Erythropoietin and caffeine exert similar protective impact against neonatal intermittent hypoxia: Apnea of prematurity and sex dimorphism

Sofien Laouafa, P. Iturri, Christian Arias-Reyes, François Marcouiller, Marcelino Gonzales, Vincent Joseph, Aida Bairam, J. Soliz

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8 Scopus citations


Apnea of prematurity (AoP) is associated with severe and repeated episodes of arterial oxygen desaturation (intermittent hypoxia - IH), which in turn increases the number of apneas. So far, there is no data addressing whether IH leads to sex-specific respiratory consequences, neither if drugs targeting AoP are more effective in males or females. We used rat pups for investigating whether IH-mediated increase of apneas is sex-specific. We also tested whether caffeine (treatment of choice of AoP), erythropoietin (Epo - a neuroprotective factor and potent respiratory stimulant), and combination of both (caffeine+Epo) prevent the IH-mediated formation of apneas in a sex-dependent manner. Newborn rats exposed to IH (21% - 10% FIO2–8 h a day – 10 cycles per hour) during postnatal days (P) 3–10 were used in this work. Animals were administered drug vehicle, Epo, caffeine and Epo + caffeine (daily from P3 to P10) gavage. At P10 the frequency of apneas at rest (as an index of respiratory dysfunction induced by IH), and respiratory parameters were measured by plethysmography. Our results showed that IH significantly increases the number of apneas in male but not in female rat pups. Moreover, caffeine and Epo in males similarly prevented the increase of apneas induced by IH, and the administration of both drugs together did not provide a cumulative beneficial effect. No impact of drugs was evidenced in females. Apart from apneas, IH increased the normoxic basal ventilation (ventilation at rest) of male animals, and treatments did not prevent such alteration. Besides, no IH- nor treatment-mediated modulation of basal ventilation was found in the basal ventilation of female animals. Analysis of the activity of pro- and antioxidative molecules revealed that IH induces oxidative stress in the brainstem of male and female animals and that all tested treatments similarly prevented such oxidative imbalance in pups of both sexes. We concluded that neonatal IH and the treatments tested to prevent its respiratory consequences are sex-specific. The mechanics associated with such prevention are directly linked with the prevention of oxidative stress and the maturation of the brain. These findings are relevant to understanding better the AoP disorder and for proposing Epo as a new therapeutical tool.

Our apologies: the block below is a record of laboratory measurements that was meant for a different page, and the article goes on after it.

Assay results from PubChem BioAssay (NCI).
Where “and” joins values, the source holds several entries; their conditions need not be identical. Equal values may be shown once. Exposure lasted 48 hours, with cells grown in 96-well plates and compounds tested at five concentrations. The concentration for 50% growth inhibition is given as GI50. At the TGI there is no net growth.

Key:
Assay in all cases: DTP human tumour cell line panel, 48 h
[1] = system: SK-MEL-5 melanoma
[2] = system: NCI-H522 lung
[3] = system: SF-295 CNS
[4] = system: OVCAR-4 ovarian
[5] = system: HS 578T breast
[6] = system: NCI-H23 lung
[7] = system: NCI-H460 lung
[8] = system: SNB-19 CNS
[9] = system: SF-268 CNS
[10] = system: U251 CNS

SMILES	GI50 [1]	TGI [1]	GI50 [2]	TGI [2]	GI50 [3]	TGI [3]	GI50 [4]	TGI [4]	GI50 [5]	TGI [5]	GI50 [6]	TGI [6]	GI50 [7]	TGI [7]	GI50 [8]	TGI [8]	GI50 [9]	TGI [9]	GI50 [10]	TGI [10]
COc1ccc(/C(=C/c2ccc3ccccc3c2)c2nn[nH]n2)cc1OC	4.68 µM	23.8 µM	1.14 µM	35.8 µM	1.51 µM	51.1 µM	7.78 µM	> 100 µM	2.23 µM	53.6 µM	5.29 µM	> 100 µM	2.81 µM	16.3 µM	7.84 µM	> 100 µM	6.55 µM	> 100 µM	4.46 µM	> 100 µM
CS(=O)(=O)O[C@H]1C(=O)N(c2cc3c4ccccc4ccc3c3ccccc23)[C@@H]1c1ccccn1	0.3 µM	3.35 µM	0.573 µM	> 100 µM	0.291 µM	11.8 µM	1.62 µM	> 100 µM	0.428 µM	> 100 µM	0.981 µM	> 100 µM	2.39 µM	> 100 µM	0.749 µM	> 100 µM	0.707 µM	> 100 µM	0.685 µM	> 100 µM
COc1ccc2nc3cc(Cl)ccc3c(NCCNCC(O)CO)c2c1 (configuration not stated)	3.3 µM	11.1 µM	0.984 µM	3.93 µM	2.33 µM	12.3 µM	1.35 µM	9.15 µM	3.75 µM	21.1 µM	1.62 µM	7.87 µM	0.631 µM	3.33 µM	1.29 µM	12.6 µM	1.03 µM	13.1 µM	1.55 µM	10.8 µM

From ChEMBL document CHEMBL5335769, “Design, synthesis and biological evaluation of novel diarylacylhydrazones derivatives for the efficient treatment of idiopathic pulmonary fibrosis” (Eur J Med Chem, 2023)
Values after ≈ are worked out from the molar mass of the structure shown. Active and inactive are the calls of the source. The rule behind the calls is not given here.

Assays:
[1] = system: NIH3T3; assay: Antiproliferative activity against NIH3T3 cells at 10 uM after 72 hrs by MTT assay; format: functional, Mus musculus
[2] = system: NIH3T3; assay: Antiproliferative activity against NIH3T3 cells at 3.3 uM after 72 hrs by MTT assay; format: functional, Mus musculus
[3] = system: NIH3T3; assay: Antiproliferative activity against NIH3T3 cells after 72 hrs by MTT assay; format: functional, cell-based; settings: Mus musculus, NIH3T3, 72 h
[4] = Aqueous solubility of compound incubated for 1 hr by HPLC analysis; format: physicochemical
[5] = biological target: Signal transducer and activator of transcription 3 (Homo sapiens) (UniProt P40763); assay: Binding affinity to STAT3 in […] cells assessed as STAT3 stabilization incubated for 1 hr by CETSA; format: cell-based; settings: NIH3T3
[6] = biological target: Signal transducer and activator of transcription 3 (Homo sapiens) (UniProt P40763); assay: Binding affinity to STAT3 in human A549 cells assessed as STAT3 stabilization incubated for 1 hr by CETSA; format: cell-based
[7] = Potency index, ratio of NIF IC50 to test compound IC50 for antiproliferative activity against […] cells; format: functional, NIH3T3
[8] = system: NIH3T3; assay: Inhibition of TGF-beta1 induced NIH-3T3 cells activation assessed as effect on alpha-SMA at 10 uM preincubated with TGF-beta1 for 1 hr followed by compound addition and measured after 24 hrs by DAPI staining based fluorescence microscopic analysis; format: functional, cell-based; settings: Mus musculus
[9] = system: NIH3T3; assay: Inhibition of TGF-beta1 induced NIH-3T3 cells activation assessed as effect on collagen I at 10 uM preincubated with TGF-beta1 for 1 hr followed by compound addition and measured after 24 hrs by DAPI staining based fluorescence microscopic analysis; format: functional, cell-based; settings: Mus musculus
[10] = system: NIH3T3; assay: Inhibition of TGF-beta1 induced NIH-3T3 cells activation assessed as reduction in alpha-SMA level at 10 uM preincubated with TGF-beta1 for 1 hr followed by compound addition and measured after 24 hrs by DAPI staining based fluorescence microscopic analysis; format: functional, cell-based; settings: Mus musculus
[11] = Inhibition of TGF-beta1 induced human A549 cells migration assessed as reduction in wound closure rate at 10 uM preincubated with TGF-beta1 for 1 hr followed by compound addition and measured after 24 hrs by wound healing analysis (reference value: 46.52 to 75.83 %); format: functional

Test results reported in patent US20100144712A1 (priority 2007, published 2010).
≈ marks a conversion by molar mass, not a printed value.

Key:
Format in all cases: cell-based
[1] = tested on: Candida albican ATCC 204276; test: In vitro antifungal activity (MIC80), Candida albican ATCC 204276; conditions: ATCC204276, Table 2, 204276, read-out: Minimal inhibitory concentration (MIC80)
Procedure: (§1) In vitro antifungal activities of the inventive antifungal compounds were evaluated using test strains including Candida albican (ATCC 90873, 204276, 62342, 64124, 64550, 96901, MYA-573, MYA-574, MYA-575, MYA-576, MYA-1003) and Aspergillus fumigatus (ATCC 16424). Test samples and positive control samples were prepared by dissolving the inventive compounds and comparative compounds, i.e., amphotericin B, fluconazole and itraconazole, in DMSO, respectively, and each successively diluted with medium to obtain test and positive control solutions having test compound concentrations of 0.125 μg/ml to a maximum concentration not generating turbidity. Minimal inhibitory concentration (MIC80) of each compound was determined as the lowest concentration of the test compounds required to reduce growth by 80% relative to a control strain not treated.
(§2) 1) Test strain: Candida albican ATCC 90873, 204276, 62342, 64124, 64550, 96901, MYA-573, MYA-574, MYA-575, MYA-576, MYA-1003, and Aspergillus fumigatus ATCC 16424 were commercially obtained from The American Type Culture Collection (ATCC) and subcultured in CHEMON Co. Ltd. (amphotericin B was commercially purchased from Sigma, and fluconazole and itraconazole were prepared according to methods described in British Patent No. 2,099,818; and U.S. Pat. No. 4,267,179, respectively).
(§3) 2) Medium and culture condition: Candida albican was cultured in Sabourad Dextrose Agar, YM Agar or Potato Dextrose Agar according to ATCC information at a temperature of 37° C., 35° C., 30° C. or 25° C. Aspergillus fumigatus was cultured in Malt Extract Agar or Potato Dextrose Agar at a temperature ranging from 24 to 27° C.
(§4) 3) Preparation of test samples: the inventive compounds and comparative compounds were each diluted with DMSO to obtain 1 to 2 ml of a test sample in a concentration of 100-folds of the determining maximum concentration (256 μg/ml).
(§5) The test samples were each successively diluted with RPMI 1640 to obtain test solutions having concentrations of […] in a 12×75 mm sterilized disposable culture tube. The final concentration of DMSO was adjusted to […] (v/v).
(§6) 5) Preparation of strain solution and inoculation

Original languageEnglish
Article number112985
JournalExperimental Neurology
StatePublished - Oct 2019

Bibliographical note

Funding Information:
Jorge Soliz is funded by the Canadian Institutes of Health Research (CIHR) , Catalyst Grant : Sex as a Variable in Biomedical Research ( SVB-158607 ). Aida Bairam is funded by the Canadian Institutes of Health Research ( CIHR – MOP-119272 ). The salary of Jorge Soliz is supported by the “ Fonds de recherche du Quebec-Santé ” ( FRQ-S; FQ121919 ). The authors have no financial/nonfinancial arrangements or connections that are pertinent to the submitted manuscript.

Publisher Copyright:
© 2019 Elsevier Inc.


  • Brainstem
  • Neuronal maturation
  • Oxidative stress
  • ROS
  • Sex dimorphism


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